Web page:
Some will say, “Doctrine divides,” and from one perspective they are right. In Mat. 10:34, Jesus said, “Don’t think that I have come to bring peace to the earth. I have not come to bring peace, but a sword.” The doctrines of the faith separate those who embrace them and those who don’t. Right theology can tear families, friends, and churches a part, because Christ and his Word is to have no rival in our hearts. In no way is this an excuse for harsh rhetoric in communicating the doctrines of the faith. Instead, the offense is to be the Gospel and not us. Our language is to be full of grace and seasoned with salt (Col. 4:5-6). It is to be gracious and charitable, while also seeking to preserve biblical truth.
One modern model for this kind of doctrinal engagement is the Gospel Reformation Network (GRN). In 2012 the GRN began by working to promote a proper view of sanctification. There was a growing antinomian trend in the Presbyterian Church in America (PCA), and the GRN sought to call those saved by grace alone, through faith alone, in Christ alone, to gratefully live “self-controlled upright and godly lives in the present age” (Titus 2:11-12). Since then, the GRN has widened its scope to focus on cultivating healthy reformed churches in the PCA. Our denomination like many others has seen ‘drift,’ because cultural ideals have slipped into our churches and set up residence. The GRN is one effort to help move the PCA further down the road of biblical reformation.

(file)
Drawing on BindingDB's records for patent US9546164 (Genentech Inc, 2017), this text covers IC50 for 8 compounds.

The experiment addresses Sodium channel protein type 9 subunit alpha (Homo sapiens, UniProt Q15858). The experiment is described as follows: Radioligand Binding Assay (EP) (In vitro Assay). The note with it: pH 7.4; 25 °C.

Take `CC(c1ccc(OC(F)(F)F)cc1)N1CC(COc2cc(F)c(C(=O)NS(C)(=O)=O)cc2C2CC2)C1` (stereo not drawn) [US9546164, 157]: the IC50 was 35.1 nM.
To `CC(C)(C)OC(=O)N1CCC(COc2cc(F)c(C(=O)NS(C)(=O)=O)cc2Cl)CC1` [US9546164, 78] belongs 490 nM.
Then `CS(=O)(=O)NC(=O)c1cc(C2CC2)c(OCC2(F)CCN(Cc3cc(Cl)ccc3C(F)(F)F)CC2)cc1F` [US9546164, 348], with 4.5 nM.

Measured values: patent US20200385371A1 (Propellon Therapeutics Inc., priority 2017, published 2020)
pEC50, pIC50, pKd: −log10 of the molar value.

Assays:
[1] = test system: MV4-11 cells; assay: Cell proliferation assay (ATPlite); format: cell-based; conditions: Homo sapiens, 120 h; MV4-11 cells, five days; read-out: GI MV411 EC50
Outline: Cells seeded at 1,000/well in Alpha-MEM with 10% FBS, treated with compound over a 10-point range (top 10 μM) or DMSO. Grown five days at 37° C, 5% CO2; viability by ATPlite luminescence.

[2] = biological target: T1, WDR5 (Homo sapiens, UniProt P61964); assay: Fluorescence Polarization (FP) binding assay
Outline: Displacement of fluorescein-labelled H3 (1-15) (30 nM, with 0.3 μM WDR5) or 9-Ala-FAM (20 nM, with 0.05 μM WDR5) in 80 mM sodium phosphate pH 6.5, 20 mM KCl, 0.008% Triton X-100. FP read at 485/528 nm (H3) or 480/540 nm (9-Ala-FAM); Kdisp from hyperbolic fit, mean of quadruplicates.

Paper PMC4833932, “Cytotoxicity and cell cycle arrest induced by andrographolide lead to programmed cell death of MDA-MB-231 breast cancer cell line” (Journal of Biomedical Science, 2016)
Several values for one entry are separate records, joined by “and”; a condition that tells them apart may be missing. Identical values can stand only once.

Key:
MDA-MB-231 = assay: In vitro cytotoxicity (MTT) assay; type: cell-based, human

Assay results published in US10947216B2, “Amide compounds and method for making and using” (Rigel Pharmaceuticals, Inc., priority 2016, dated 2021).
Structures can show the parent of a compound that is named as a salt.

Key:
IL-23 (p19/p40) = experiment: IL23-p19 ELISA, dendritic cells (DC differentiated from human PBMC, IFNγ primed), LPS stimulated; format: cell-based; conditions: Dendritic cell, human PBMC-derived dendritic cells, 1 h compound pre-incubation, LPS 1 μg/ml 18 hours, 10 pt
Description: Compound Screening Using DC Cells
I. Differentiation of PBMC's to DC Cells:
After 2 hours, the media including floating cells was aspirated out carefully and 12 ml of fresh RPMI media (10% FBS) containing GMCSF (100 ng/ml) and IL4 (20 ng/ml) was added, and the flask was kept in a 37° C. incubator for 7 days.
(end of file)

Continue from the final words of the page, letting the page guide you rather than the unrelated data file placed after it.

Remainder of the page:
It’s seven distinctions are at the heart of Cherokee Presbyterian’s purpose and vision for the years ahead. If you want to know more about CPC’s Scriptural grounding, historical connectedness, ministry commitments, and future direction, give a look at the GRN website. You will also find there numerous articles and videos centered on some of the recent PCA happenings (Note the videos on different GA overtures) , as well as encouragements to personal and corporate piety (Here’s one on Three Presbyterian Convictions and another concerning The Blessing of Evening Worship).
At times, doctrine may divide. Nonetheless, Paul called Titus to “Teach sound doctrine” (Titus 2:1). Why? That’s what the people on the island of Crete needed. They required right theology, for right worship, and right living. We need the same, and the GRN can help us pursue these God glorifying ends.